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Discussion Starter #1
Hey all,
I've recently been playing Rico Plasticover reeds (plastic coated cane reeds) and I love em. I just have this paranoia around the plastic part. I remember a school teacher talking about how the deteriorating plastic in Nalgene bottles screwed up her thyroid gland. I know I have a sensitive metabolism. Any more information on this topic to put my mind at ease (either way) would be awesome!
 

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There are many different varieties of plastics. Considering deterioration of reeds is inevitable I'm sure Rico took player health into considering well before releasing the reeds (I recently read they've been around for 50 years??). As long as you don't get extra hungry and munch on a reed you should be safe ;)
 

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No they won't poison you but they do sound terrible.
 

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Grafton alto | Martin Comm III tenor
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No they won't poison you but they do sound terrible.
Surely the opinion about the sound is not relevant to this post, which is about the possible toxicity.
 

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Surely the opinion about the sound is not relevant to this post, which is about the possible toxicity.
Besides, Thomas' opinion about the sound is wrong, unless he's only talking about how he sounds on them.
 

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Grafton alto | Martin Comm III tenor
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it's not relevant but it's funny.
Are you sure? I can think of funnier things!

I've never known Plasticovers to sound bad, unless played by someone with an innate ability to make any reed sound bad.
 

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Well, I thought it was pretty funny! Of course, I've never played one myself. I always found the prospect of picking and/or spitting plastic flakes (poisonous or not) out of my mouth to be rather unappealing. I must say, though, that I am now tempted to order a box just to try them out. Maybe I'll pick up a box of those Flavoreeds while I'm at it!

(That last sentence was a joke . . . ha ha?)
 

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"Maybe I'll pick up a box of those Flavoreeds while I'm at it!"
And then drill a hole half-way through the heart of it. That'll do the trick!
 

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Distinguished Member, Forum Contributor 2008-2017
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Sometimes I found them like giving a sense of "hot", like if they have a drop of hot sauce... others find them as with a sense of warmth... and most of the time not at all.

I had this same doubt years ago. I do not remember the answer that Rico gave me, but I asked about the covering of the reeds being toxic or something. Of course they said no way at all. I would not imagine them to answer something different.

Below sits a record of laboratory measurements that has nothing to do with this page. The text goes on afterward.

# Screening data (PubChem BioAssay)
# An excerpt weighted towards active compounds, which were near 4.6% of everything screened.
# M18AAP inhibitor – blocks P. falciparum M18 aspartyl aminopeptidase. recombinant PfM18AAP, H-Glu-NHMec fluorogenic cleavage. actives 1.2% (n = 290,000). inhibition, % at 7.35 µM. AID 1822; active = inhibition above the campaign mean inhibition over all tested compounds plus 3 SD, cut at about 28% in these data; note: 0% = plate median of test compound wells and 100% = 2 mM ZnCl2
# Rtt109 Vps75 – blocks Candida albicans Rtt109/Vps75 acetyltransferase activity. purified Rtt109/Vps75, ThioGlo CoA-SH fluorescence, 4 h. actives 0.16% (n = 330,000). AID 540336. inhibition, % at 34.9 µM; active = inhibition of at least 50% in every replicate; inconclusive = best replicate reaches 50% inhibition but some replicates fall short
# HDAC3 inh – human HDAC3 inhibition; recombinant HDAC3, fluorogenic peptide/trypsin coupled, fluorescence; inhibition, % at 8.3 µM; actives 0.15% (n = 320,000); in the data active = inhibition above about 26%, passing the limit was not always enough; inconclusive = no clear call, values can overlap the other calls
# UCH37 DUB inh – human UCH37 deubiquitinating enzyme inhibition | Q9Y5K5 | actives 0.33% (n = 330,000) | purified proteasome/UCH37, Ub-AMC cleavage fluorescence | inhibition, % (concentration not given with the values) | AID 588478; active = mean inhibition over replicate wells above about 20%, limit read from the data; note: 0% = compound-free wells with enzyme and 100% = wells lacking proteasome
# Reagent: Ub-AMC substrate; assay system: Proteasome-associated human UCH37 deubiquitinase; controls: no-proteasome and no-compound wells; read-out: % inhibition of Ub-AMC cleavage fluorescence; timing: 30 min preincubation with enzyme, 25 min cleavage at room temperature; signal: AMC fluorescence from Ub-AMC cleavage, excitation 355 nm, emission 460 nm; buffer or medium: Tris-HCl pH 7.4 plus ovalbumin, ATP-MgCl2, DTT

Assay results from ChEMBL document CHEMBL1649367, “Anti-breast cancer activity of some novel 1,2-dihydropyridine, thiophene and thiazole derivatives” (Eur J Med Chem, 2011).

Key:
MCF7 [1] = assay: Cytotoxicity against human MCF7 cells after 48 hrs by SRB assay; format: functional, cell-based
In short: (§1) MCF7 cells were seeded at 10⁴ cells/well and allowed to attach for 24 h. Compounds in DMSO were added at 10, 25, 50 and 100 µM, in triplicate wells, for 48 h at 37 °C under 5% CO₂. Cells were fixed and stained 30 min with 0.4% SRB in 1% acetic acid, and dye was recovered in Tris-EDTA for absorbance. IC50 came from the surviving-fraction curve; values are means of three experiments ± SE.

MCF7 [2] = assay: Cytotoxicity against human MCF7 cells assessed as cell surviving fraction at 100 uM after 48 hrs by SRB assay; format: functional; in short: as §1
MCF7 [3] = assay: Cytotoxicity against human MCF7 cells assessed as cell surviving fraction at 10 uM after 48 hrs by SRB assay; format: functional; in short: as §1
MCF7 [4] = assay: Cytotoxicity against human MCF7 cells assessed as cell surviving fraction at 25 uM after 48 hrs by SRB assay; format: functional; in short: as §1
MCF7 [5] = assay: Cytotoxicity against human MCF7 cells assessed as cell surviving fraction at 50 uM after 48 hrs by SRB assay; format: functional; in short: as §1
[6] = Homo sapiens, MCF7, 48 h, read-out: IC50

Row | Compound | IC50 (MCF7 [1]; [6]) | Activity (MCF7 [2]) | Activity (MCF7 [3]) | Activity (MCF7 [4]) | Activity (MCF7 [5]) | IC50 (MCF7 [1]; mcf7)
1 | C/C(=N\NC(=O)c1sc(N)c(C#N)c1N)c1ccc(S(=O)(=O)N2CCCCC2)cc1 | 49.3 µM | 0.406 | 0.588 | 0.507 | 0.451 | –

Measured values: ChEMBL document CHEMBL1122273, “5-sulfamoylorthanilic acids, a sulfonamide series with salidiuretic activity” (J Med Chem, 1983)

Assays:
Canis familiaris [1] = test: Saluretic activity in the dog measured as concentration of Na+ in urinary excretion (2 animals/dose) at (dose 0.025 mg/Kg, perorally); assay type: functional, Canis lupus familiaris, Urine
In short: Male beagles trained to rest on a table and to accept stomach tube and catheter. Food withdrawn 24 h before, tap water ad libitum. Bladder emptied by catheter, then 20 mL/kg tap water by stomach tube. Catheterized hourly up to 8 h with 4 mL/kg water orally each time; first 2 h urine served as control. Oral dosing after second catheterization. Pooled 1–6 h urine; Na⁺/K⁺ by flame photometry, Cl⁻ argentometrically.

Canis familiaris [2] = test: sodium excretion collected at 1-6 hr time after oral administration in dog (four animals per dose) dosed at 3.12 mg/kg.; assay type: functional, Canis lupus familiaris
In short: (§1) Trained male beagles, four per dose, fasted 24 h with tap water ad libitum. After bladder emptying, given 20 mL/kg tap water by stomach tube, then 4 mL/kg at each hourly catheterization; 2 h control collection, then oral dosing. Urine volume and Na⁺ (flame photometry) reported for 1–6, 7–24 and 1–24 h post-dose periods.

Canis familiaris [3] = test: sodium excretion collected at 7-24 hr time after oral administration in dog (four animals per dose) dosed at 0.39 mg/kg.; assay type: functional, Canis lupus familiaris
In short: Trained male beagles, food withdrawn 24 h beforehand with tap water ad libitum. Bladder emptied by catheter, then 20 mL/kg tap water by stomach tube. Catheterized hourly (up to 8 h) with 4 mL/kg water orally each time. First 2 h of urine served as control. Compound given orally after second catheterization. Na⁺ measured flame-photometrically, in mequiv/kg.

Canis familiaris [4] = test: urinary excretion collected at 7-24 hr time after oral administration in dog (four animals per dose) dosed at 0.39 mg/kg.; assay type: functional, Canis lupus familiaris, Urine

But think of this... Having the plastic cover, they can be easily cleaned after played.

Natural reeds don't, so imagine those HORRIBLE FUNGUS living in the normal reeds... being happy forever as they meet some other bacteria that reproduce surrounded by saliva and having great jams at the reed holder...

That being said... Do not pay attention, blow what you like and live your life.

JI

PD
By the way... I use them, number 3, and love them.
 

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"sound terrible?" tell that to

James Carter
Plas Johnson
Dave Koz
Pete Christlieb
Frank Catalano

Just to name a few...
 

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"sound terrible?" tell that to

James Carter
Plas Johnson
Dave Koz
Pete Christlieb
Frank Catalano

Just to name a few...
Correct, just to name a few. Many have found that Plasticovers are great reed not only for Rock and Roll. It can help with many styles and with altissimo too.

I find them the best reeds for my playing.

You can add Mark Russo, a master of altissimo who played with Yellowjackets, of course you know... He uses them with a Meyer mouthpiece on Alto.

He played there before Bob Mintzer arrived. His performance in the track Room with a View is awesome.

Mexico's best, Remi Alvarez, uses them too, with a Guardala mouthpiece on Tenor. He plays mostly free jazz. remialvarez.com

Many players find them as the correct choice.
 

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Oxygen is poisonous, so I do take anti-oxidants. You can purchase an anti-plasticant if you are concerned. I don't use Plasticovers, but I do have a plastic mouthpiece, so I take my anti-plasticants daily.
 

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No they won't poison you but they do sound terrible.
Oh, I don't know, Plas Johnson always sounded pretty good on his;).
 

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They have been in use for quite some time now. I think we would be able to point to some instance of someone being poisoned or having serious health issues due to using Plasticover reeds. (Never say never).

Poisonous? Probably not.

Good for you? Probably not.

Would I worry about it? Probably not.
 
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